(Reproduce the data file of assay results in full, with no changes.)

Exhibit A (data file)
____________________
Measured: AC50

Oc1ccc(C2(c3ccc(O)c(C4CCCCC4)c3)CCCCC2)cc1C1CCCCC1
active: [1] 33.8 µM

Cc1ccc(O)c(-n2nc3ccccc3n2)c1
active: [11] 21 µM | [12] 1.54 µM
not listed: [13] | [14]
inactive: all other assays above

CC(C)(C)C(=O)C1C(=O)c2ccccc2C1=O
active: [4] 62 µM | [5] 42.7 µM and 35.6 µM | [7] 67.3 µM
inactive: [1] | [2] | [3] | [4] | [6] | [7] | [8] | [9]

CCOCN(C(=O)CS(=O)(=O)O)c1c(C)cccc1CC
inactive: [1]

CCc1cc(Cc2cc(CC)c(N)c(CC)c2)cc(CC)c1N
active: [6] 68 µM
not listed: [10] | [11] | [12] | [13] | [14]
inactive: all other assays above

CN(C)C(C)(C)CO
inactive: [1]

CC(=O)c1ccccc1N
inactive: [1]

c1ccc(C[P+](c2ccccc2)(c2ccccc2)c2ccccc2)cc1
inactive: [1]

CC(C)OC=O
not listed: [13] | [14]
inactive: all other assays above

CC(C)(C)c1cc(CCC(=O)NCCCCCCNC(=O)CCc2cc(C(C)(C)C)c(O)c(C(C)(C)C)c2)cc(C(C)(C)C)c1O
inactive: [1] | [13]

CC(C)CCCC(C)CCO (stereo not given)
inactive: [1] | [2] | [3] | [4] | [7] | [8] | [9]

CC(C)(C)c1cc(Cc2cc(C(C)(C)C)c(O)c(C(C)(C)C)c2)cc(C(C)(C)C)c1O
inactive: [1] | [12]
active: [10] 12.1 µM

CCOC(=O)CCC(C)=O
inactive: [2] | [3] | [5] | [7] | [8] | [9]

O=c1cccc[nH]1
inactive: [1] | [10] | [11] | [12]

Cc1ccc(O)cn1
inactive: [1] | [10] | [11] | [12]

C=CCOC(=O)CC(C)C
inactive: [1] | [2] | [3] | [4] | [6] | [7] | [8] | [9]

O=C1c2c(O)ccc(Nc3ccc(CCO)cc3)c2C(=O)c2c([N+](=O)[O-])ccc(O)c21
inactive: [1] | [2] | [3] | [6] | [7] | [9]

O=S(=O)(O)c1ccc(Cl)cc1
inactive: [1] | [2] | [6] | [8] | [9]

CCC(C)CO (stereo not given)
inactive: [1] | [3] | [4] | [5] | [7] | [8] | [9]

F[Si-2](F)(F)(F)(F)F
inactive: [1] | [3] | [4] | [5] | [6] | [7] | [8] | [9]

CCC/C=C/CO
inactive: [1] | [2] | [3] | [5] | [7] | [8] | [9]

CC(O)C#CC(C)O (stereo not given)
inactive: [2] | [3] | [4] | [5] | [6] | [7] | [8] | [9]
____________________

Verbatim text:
Measured: AC50

Oc1ccc(C2(c3ccc(O)c(C4CCCCC4)c3)CCCCC2)cc1C1CCCCC1
active: [1] 33.8 µM

Cc1ccc(O)c(-n2nc3ccccc3n2)c1
active: [11] 21 µM | [12] 1.54 µM
not listed: [13] | [14]
inactive: all other assays above

CC(C)(C)C(=O)C1C(=O)c2ccccc2C1=O
active: [4] 62 µM | [5] 42.7 µM and 35.6 µM | [7] 67.3 µM
inactive: [1] | [2] | [3] | [4] | [6] | [7] | [8] | [9]

CCOCN(C(=O)CS(=O)(=O)O)c1c(C)cccc1CC
inactive: [1]

CCc1cc(Cc2cc(CC)c(N)c(CC)c2)cc(CC)c1N
active: [6] 68 µM
not listed: [10] | [11] | [12] | [13] | [14]
inactive: all other assays above

CN(C)C(C)(C)CO
inactive: [1]

CC(=O)c1ccccc1N
inactive: [1]

c1ccc(C[P+](c2ccccc2)(c2ccccc2)c2ccccc2)cc1
inactive: [1]

CC(C)OC=O
not listed: [13] | [14]
inactive: all other assays above

CC(C)(C)c1cc(CCC(=O)NCCCCCCNC(=O)CCc2cc(C(C)(C)C)c(O)c(C(C)(C)C)c2)cc(C(C)(C)C)c1O
inactive: [1] | [13]

CC(C)CCCC(C)CCO (stereo not given)
inactive: [1] | [2] | [3] | [4] | [7] | [8] | [9]

CC(C)(C)c1cc(Cc2cc(C(C)(C)C)c(O)c(C(C)(C)C)c2)cc(C(C)(C)C)c1O
inactive: [1] | [12]
active: [10] 12.1 µM

CCOC(=O)CCC(C)=O
inactive: [2] | [3] | [5] | [7] | [8] | [9]

O=c1cccc[nH]1
inactive: [1] | [10] | [11] | [12]

Cc1ccc(O)cn1
inactive: [1] | [10] | [11] | [12]

C=CCOC(=O)CC(C)C
inactive: [1] | [2] | [3] | [4] | [6] | [7] | [8] | [9]

O=C1c2c(O)ccc(Nc3ccc(CCO)cc3)c2C(=O)c2c([N+](=O)[O-])ccc(O)c21
inactive: [1] | [2] | [3] | [6] | [7] | [9]

O=S(=O)(O)c1ccc(Cl)cc1
inactive: [1] | [2] | [6] | [8] | [9]

CCC(C)CO (stereo not given)
inactive: [1] | [3] | [4] | [5] | [7] | [8] | [9]

F[Si-2](F)(F)(F)(F)F
inactive: [1] | [3] | [4] | [5] | [6] | [7] | [8] | [9]

CCC/C=C/CO
inactive: [1] | [2] | [3] | [5] | [7] | [8] | [9]

CC(O)C#CC(C)O (stereo not given)
inactive: [2] | [3] | [4] | [5] | [6] | [7] | [8] | [9]